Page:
A partnership between the Toshiba Imaging Systems Division of Toshiba America (Irvine, CA) and Apollo Telemedicine (Falls Church, VA) has resulted in an advanced, real-time diagnostic imaging system for scientists and pathologists. The system incorporates Toshiba’s 3-CCD IK-TU51 three-chip camera head and controller, and Apollo’s ASAP (Apollo Streaming Anatomic Pathology) Imaging® — a high-speed, full-motion, interactive video streaming optimized for remote diagnostics — to enable a pathologist to look at a live, high-resolution image from under a microscope over a network using Internet video streaming.
The pathologist is able to stream high-resolution digital images of the slide viewed through the microscope eyepiece, and can share the image via the Internet, intranet, or other network. The system allows the pathologist to view slide movement under the objective, providing the same view as if looking through the oculars.
“We’ve put together a complete solution that incorporates the Toshiba 3CCD cam- era into our solution because it does the best job, in our opinion, of full-motion imaging with great lighting controls and other controls,” said Mark Newburger, CEO of Apollo Telemedicine. “It’s a digital camera that’s producing a full video stream. We take that stream in the form of S-video into our ASAP Imaging, which digitizes it and transmits it in real time over the Internet or an intranet. The solution includes the camera, the microscope, the management software for the desktop, and a pathology communication solution.”
A feature that was important to Apollo was the camera’s prism technology. According to Gary Pitre, Eastern regional sales manager for Toshiba’s Imaging Systems Division, “The key to the success of three-chip cameras, as opposed to single-chip cameras, is the prism technology behind it. When you have three sensors, this prism has to be aligned so incredibly accurately to get a good quality image. That’s one of the reasons Apollo chose our equipment,” added Pitre.
A Real-Time Solution
The diagnostic system offered by Apollo using the Toshiba three-chip camera enables doctors to make quicker diagnoses, receive immediate second opinions, and consult or confer from anywhere in the world, from microscope to desktop computer, all in real time, explained Newburger.
“For example, if you’re doing frozen section diagnostics and there is no pathologist on site, you may have the need for surgery to be done for which a pathologist will need to look at a specimen while the patient is on the table. There is no time to overnight that specimen to where the pathologist is. So you either have to bring a pathologist on site, or somehow transmit the image to an off-site location,” said Newburger. “ASAP Imaging can transmit that image in a stream to where the pathologist is, and with our robotics capability, can even control the microscope as if they were sitting in front of it.”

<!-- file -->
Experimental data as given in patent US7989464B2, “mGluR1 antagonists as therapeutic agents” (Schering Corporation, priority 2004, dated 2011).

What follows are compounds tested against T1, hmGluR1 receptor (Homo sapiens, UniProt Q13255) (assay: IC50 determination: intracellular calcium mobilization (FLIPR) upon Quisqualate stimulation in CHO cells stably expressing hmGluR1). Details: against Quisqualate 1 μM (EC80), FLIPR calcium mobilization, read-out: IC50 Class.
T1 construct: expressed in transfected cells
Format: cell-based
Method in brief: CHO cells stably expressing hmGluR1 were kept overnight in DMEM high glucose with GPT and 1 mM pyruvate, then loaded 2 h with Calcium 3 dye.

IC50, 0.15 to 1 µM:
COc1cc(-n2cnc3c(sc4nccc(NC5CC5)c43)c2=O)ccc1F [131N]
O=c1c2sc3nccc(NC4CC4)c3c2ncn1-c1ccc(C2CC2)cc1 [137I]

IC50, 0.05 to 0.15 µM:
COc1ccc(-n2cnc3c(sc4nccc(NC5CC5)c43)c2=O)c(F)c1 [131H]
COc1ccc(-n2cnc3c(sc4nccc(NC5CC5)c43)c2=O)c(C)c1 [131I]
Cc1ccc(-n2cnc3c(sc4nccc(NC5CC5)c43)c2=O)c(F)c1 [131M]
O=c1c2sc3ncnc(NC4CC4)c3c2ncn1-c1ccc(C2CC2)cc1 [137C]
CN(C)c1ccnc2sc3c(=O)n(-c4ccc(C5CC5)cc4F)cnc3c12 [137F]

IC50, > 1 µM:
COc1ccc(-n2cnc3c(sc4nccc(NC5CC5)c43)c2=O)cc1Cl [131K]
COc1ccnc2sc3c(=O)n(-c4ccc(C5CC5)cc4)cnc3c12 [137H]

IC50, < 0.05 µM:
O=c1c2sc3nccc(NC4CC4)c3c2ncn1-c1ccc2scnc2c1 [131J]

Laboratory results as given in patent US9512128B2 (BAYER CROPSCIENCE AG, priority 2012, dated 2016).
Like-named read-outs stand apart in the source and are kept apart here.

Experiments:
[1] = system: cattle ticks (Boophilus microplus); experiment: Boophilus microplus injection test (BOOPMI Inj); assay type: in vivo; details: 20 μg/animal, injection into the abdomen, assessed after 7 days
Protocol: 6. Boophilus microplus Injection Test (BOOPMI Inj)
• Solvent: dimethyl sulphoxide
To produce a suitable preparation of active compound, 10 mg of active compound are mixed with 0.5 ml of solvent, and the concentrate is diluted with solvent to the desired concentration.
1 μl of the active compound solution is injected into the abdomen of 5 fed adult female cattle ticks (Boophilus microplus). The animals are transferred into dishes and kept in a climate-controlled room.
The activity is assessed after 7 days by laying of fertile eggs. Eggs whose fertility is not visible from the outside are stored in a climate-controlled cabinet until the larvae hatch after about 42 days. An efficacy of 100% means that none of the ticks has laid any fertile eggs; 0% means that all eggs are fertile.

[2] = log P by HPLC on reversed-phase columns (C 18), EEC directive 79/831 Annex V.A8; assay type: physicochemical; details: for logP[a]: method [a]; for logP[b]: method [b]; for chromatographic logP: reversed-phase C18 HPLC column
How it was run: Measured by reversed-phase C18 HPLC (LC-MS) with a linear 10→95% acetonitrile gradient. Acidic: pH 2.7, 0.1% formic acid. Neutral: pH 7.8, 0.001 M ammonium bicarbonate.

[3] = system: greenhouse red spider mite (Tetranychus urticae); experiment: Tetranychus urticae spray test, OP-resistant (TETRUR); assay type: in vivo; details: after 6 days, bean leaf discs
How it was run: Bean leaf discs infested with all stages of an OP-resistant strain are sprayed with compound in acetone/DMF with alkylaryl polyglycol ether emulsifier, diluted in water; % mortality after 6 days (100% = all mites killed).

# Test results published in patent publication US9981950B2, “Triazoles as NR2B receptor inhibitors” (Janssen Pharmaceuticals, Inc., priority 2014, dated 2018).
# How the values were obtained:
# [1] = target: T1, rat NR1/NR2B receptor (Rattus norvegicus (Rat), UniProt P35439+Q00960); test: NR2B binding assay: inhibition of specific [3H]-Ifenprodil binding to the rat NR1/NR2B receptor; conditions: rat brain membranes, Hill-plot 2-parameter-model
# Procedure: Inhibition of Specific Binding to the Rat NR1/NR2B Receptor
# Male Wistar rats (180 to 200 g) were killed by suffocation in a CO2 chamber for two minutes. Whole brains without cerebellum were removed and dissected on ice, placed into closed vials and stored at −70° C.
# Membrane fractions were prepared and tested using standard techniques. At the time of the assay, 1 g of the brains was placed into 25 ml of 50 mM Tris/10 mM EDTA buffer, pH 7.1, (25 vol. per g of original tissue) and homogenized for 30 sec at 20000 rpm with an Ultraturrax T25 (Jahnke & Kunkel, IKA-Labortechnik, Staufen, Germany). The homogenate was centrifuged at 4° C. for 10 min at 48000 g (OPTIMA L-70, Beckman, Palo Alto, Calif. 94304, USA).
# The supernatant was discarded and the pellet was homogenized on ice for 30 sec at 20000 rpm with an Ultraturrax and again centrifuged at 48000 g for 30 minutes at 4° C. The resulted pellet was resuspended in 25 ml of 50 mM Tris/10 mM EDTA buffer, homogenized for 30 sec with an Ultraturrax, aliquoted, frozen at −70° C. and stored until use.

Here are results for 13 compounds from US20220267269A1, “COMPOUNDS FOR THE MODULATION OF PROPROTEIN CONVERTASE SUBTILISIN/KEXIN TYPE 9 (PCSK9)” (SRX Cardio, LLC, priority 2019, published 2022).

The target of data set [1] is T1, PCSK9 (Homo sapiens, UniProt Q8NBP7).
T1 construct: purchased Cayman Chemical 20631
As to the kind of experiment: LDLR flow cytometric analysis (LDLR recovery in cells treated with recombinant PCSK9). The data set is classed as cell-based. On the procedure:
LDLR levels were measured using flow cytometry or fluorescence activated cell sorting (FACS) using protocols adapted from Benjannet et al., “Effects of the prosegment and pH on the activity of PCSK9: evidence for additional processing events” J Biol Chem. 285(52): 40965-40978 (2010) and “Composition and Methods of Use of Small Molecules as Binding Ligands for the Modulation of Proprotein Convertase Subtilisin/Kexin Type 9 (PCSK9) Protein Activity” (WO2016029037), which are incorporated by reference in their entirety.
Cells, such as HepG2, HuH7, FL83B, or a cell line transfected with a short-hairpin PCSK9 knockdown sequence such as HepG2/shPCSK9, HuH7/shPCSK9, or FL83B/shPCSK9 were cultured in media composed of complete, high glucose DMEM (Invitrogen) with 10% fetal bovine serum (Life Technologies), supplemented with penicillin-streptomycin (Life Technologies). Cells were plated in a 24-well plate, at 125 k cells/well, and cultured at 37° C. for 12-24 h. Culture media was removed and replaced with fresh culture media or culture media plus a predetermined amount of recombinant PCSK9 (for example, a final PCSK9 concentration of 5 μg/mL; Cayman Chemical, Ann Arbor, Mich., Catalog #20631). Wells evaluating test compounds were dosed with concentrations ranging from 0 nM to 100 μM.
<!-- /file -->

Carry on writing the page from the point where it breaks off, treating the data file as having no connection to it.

According to Newburger, the full solution set can handle the entire gamut of all imaging requirements within pathology to redistribute that medical expertise where and when it’s needed. “The system can be used for archiving of data to incorporate the images into electronic medical records, and for reporting functions to associate the actual images from which the diagnostics were made to the diagnosis in the report,” he added.
“Quality assurance and quality control can make sure that diagnostics quality is prevalent throughout the entire pathology world so the quality of your diagnosis is much less oriented to who made the diagnosis, but much more oriented on standards,” said Newburger. “One can have cases reviewed. Even in regular pathology with a microscope, there is a certain amount of error in diagnostics; subspecialization within specific cases can be done because now a pathologist can see enough cases over a broader geographic range.”
Counter-terrorism is another potential application for real-time diagnostics and analysis. If there is a potentially deadly specimen in a possibly contaminated area, bringing an expert in to make the diagnosis may not be feasible because of exposure issues. The system provides immediate access to, for example, the Centers for Disease Control (CDC), for diagnosis.
“During the Anthrax scare right after 9/11 in October 2001, there was a case of what was potentially subcutaneous anthrax in the Milwaukee area,” said Newburger. “A patient was brought in to the Milwaukee lab, and they took some images of the sample with our systems and sent those images via e-mail to the CDC. They determined it was not subcutaneous anthrax. They didn’t have to ship a specimen down, or send the patient to Atlanta, or bring a doctor up to Milwaukee.”
For more information on Toshiba Imaging Systems Division, visit http://info.hotims.com/10962-145. To learn more about Apollo Telemedicine, visit http://info.hotims.com/10962-146.